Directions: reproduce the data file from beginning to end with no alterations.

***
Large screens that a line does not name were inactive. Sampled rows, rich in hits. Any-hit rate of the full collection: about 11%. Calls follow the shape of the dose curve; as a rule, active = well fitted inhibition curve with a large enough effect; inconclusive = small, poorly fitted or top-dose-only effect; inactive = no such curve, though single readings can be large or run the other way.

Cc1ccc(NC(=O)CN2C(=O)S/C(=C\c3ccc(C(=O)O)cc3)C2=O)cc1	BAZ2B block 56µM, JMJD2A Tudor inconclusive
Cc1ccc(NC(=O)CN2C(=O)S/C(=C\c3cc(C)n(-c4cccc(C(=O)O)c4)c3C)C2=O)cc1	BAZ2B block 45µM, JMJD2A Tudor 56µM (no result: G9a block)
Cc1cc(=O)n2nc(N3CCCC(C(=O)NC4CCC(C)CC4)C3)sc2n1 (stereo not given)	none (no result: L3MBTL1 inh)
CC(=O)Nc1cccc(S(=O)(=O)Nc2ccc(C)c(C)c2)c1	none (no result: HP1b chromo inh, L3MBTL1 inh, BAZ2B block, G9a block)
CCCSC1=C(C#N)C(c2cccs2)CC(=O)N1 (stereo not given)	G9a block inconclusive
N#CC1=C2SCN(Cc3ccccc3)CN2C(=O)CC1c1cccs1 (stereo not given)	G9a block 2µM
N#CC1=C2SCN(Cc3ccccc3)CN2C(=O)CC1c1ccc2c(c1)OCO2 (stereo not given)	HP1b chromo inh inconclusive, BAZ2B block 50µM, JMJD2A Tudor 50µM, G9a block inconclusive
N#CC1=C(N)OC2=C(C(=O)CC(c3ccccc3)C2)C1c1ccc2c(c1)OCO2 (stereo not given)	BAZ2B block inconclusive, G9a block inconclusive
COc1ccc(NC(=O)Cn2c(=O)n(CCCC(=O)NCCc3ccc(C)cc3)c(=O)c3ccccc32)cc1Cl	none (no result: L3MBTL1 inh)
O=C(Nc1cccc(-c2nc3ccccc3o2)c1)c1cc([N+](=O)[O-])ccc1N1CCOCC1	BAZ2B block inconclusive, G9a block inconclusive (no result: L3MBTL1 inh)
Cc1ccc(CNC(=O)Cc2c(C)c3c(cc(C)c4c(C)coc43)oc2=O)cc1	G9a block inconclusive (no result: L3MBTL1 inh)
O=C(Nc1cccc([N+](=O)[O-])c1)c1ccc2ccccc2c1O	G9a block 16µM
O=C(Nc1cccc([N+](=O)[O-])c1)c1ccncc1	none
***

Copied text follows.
Large screens that a line does not name were inactive. Sampled rows, rich in hits. Any-hit rate of the full collection: about 11%. Calls follow the shape of the dose curve; as a rule, active = well fitted inhibition curve with a large enough effect; inconclusive = small, poorly fitted or top-dose-only effect; inactive = no such curve, though single readings can be large or run the other way.

Cc1ccc(NC(=O)CN2C(=O)S/C(=C\c3ccc(C(=O)O)cc3)C2=O)cc1	BAZ2B block 56µM, JMJD2A Tudor inconclusive
Cc1ccc(NC(=O)CN2C(=O)S/C(=C\c3cc(C)n(-c4cccc(C(=O)O)c4)c3C)C2=O)cc1	BAZ2B block 45µM, JMJD2A Tudor 56µM (no result: G9a block)
Cc1cc(=O)n2nc(N3CCCC(C(=O)NC4CCC(C)CC4)C3)sc2n1 (stereo not given)	none (no result: L3MBTL1 inh)
CC(=O)Nc1cccc(S(=O)(=O)Nc2ccc(C)c(C)c2)c1	none (no result: HP1b chromo inh, L3MBTL1 inh, BAZ2B block, G9a block)
CCCSC1=C(C#N)C(c2cccs2)CC(=O)N1 (stereo not given)	G9a block inconclusive
N#CC1=C2SCN(Cc3ccccc3)CN2C(=O)CC1c1cccs1 (stereo not given)	G9a block 2µM
N#CC1=C2SCN(Cc3ccccc3)CN2C(=O)CC1c1ccc2c(c1)OCO2 (stereo not given)	HP1b chromo inh inconclusive, BAZ2B block 50µM, JMJD2A Tudor 50µM, G9a block inconclusive
N#CC1=C(N)OC2=C(C(=O)CC(c3ccccc3)C2)C1c1ccc2c(c1)OCO2 (stereo not given)	BAZ2B block inconclusive, G9a block inconclusive
COc1ccc(NC(=O)Cn2c(=O)n(CCCC(=O)NCCc3ccc(C)cc3)c(=O)c3ccccc32)cc1Cl	none (no result: L3MBTL1 inh)
O=C(Nc1cccc(-c2nc3ccccc3o2)c1)c1cc([N+](=O)[O-])ccc1N1CCOCC1	BAZ2B block inconclusive, G9a block inconclusive (no result: L3MBTL1 inh)
Cc1ccc(CNC(=O)Cc2c(C)c3c(cc(C)c4c(C)coc43)oc2=O)cc1	G9a block inconclusive (no result: L3MBTL1 inh)
O=C(Nc1cccc([N+](=O)[O-])c1)c1ccc2ccccc2c1O	G9a block 16µM
O=C(Nc1cccc([N+](=O)[O-])c1)c1ccncc1	none